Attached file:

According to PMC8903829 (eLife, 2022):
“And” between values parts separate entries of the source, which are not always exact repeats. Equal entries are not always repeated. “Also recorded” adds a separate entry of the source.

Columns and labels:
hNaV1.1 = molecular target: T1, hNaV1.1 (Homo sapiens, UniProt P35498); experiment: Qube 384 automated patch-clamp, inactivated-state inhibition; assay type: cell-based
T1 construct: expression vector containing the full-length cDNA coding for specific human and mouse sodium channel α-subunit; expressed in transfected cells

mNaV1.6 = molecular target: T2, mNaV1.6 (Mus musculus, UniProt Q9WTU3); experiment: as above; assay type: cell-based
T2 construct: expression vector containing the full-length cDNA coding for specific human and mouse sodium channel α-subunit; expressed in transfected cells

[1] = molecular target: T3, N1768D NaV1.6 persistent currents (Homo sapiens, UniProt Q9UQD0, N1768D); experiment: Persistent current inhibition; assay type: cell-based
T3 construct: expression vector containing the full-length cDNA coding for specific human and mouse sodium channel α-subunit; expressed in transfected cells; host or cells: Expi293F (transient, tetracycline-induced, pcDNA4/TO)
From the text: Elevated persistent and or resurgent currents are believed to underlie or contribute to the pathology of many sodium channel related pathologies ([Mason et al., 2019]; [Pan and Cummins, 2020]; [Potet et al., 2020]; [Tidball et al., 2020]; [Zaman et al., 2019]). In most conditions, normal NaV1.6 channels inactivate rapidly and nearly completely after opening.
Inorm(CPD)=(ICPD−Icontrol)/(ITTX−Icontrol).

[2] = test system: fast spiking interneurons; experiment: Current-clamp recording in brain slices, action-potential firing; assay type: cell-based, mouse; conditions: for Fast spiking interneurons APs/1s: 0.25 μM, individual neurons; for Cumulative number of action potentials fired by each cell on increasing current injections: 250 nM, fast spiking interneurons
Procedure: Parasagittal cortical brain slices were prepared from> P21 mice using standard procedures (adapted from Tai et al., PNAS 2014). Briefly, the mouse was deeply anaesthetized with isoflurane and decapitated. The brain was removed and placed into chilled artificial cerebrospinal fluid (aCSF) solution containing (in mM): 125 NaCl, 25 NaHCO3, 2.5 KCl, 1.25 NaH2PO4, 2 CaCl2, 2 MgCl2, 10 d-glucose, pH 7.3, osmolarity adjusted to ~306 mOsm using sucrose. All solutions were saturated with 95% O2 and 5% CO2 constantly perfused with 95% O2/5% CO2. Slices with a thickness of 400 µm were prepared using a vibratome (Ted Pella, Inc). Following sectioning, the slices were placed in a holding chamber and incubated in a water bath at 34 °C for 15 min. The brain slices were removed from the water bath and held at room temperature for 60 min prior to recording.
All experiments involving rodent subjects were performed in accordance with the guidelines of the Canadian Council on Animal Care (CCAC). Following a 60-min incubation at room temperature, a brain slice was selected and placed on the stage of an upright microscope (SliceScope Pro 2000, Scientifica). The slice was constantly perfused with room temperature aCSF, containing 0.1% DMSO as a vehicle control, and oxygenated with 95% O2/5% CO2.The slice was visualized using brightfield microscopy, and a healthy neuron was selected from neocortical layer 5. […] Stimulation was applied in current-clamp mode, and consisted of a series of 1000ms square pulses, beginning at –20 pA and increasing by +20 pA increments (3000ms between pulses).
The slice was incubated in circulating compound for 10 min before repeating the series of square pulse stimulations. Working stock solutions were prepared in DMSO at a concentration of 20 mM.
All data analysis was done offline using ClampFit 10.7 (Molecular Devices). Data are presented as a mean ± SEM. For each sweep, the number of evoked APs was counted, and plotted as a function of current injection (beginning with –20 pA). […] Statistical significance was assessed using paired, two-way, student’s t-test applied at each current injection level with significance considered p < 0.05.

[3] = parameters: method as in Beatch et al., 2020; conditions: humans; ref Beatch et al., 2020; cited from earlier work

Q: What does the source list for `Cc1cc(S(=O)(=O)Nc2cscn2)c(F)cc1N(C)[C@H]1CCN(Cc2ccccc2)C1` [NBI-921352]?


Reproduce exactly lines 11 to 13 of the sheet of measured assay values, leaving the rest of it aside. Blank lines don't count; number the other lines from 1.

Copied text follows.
Inorm(CPD)=(ICPD−Icontrol)/(ITTX−Icontrol).

[2] = test system: fast spiking interneurons; experiment: Current-clamp recording in brain slices, action-potential firing; assay type: cell-based, mouse; conditions: for Fast spiking interneurons APs/1s: 0.25 μM, individual neurons; for Cumulative number of action potentials fired by each cell on increasing current injections: 250 nM, fast spiking interneurons
Procedure: Parasagittal cortical brain slices were prepared from> P21 mice using standard procedures (adapted from Tai et al., PNAS 2014). Briefly, the mouse was deeply anaesthetized with isoflurane and decapitated. The brain was removed and placed into chilled artificial cerebrospinal fluid (aCSF) solution containing (in mM): 125 NaCl, 25 NaHCO3, 2.5 KCl, 1.25 NaH2PO4, 2 CaCl2, 2 MgCl2, 10 d-glucose, pH 7.3, osmolarity adjusted to ~306 mOsm using sucrose. All solutions were saturated with 95% O2 and 5% CO2 constantly perfused with 95% O2/5% CO2. Slices with a thickness of 400 µm were prepared using a vibratome (Ted Pella, Inc). Following sectioning, the slices were placed in a holding chamber and incubated in a water bath at 34 °C for 15 min. The brain slices were removed from the water bath and held at room temperature for 60 min prior to recording.